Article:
Board Certified Plastic Surgeon Brian S. Glatt, MD, FACS, was recently quoted in an article about Body Dysmorphic Disorder on stylelist.com
Read Dr. Glatt’s answers to frequently asked questions about BDD below.
~ What is Body Dysmorphic Disorder?
Body Dysmorphic Disorder (BDD) is a disease that causes a person to be excessively concerned about and overly preoccupied with a perceived defect in his or her physical appearance (body image). This is a perception which is either out of proportion with the reality of the defect or is completely perceived by the patient and cannot be appreciated by someone else.
~ What are the warning signs that someone has Body Dysmorphic Disorder?
Warning signs include obsessing over a particular feature or body part excessively, to the point that it may cause true psychological distress, changes or impairment in social relationships and functioning, development of depression or anxiety, and withdrawal from social activities. Classic symptoms include obsessive and/or delusional thoughts and behavior relating to a perceived appearance and/or defect, major depression, social withdrawal, suicidal or self-mutilating idealization, anxiety, feelings of shame, low self-esteem, overwhelming self-conscious feelings, or the total inability to work or function secondary to concerns about a perceived appearance.
~ What causes Body Dysmorphic Disorder?
BDD commonly develops in adolescence, but usually presents in adulthood as people suffer for years before seeking treatment. There is no known cause. BDD has some links with obsessive-compulsive disorder and anxiety disorders. Teasing or excessive criticism or other life experiences may act as a trigger for susceptible people, but these are not thought to be causes.
~ Why do some patients go too far?
Some people go so far as having surgery to “correct” the perceived defect, however this is never the answer and will frequently lead to never-ending requests for more surgery (e.g. Michael Jackson), and can also lead to psychosis and even suicidal tendencies.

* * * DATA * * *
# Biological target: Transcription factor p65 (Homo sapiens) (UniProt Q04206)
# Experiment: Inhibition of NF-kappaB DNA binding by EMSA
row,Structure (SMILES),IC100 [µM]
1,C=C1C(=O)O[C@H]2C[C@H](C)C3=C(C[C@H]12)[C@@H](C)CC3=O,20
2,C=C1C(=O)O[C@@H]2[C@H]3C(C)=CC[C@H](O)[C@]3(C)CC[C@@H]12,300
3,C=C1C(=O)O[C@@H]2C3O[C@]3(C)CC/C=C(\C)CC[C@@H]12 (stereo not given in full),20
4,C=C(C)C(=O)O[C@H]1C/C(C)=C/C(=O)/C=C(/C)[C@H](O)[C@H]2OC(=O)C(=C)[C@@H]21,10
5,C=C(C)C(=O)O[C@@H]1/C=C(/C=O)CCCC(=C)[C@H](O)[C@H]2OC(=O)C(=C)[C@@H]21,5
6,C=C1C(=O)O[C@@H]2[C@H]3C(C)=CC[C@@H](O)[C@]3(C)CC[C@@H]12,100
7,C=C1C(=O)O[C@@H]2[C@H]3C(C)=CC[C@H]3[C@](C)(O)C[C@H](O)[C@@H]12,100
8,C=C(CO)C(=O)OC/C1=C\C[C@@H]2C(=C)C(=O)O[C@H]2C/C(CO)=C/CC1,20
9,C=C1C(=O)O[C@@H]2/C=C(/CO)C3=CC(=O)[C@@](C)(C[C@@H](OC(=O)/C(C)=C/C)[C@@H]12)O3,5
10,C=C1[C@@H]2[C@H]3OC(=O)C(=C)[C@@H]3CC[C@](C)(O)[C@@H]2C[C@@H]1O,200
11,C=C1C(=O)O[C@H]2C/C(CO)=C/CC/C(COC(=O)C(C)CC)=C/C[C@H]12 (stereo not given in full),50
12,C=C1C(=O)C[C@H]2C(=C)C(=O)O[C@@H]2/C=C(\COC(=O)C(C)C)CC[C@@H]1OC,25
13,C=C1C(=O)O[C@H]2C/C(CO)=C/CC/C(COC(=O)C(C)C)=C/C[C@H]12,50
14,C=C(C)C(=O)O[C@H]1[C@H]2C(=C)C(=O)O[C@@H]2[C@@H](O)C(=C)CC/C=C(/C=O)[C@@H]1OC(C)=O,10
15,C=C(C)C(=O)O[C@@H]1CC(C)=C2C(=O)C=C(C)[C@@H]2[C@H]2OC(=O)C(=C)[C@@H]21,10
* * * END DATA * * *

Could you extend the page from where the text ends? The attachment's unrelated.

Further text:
~ Is there a treatment/cure for this disease?
Surgery, especially cosmetic surgery, is NEVER the answer and can actually make the condition worse. Treatment is generally quite complex, and it is very difficult to persuade BDD sufferers to seek help since their insight concerning their psychological condition is very poor, and they remain very focused on the perceived physical aspect. Treatment should be guided by a psychiatrist experienced with Body Dysmorphic Disorder and usually consists of a combination of psychotherapy and medication.
~How often do you see this condition appearing in your own practice?
This condition is more common than most practitioners realize and it is very easy to overlook the symptoms and perform surgery on a patient if you are not keenly aware of BDD and look out for it. I see patients who clearly meet the criteria come through my practice at least monthly, and sometimes more commonly than that.
~ How do you handle patients who you suspect may have the disorder?
These patients are very difficult to manage and need to be treated carefully. They generally get upset and angry when refused surgical treatment, and the conversation must be handled very gently. I explain that they are not “crazy”, but I just cannot see what they see. I encourage them to seek treatment with a therapist who specializes in BDD patients. The unfortunate reality, though, is that most patients will eventually find another plastic surgeon willing to perform surgery despite the possibility of worsening the patient’s condition.
Contact Board Certified Plastic Surgeon Brian S. Glatt, MD, FACS at Premier Plastic Surgery Center of New Jersey by calling 973-889-9300, or visit his website www.drbrianglatt.com